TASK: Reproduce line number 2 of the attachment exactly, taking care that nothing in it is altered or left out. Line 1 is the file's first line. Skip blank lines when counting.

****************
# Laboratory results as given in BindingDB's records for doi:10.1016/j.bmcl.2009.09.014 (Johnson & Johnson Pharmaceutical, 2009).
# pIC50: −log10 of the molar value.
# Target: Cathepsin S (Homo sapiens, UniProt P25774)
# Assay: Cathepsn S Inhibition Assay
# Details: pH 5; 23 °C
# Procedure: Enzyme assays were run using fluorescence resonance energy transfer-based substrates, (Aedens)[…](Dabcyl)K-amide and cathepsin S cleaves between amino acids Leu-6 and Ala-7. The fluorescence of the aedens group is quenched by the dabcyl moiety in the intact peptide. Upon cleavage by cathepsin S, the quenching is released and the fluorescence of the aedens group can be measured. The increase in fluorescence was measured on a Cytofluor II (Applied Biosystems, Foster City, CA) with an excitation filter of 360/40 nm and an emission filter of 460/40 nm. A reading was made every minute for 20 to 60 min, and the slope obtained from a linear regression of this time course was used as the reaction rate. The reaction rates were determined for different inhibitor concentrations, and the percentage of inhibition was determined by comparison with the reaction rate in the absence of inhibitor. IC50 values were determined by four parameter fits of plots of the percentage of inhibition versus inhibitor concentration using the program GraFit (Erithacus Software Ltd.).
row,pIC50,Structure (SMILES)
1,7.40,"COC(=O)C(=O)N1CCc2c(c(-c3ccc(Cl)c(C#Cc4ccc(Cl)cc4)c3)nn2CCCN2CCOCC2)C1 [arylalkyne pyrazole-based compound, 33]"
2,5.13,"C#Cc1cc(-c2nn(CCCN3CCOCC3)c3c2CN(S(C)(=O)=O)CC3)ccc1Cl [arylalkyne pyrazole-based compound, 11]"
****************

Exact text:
# pIC50: −log10 of the molar value.